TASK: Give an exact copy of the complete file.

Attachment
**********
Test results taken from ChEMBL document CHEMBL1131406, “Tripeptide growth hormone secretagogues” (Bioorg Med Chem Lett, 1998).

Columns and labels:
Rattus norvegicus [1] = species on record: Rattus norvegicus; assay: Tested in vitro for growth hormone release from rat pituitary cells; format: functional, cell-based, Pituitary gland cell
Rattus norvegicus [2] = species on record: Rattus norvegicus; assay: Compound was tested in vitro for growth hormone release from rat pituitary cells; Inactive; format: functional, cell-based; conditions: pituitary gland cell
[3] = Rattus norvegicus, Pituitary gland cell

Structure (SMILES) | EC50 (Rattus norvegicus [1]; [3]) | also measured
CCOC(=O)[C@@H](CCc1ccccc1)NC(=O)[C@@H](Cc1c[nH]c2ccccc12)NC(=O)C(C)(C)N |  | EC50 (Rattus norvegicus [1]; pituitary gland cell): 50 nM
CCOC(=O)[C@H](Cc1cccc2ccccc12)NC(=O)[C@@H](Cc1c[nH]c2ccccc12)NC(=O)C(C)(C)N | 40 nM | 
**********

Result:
Test results taken from ChEMBL document CHEMBL1131406, “Tripeptide growth hormone secretagogues” (Bioorg Med Chem Lett, 1998).

Columns and labels:
Rattus norvegicus [1] = species on record: Rattus norvegicus; assay: Tested in vitro for growth hormone release from rat pituitary cells; format: functional, cell-based, Pituitary gland cell
Rattus norvegicus [2] = species on record: Rattus norvegicus; assay: Compound was tested in vitro for growth hormone release from rat pituitary cells; Inactive; format: functional, cell-based; conditions: pituitary gland cell
[3] = Rattus norvegicus, Pituitary gland cell

Structure (SMILES) | EC50 (Rattus norvegicus [1]; [3]) | also measured
CCOC(=O)[C@@H](CCc1ccccc1)NC(=O)[C@@H](Cc1c[nH]c2ccccc12)NC(=O)C(C)(C)N |  | EC50 (Rattus norvegicus [1]; pituitary gland cell): 50 nM
CCOC(=O)[C@H](Cc1cccc2ccccc12)NC(=O)[C@@H](Cc1c[nH]c2ccccc12)NC(=O)C(C)(C)N | 40 nM | 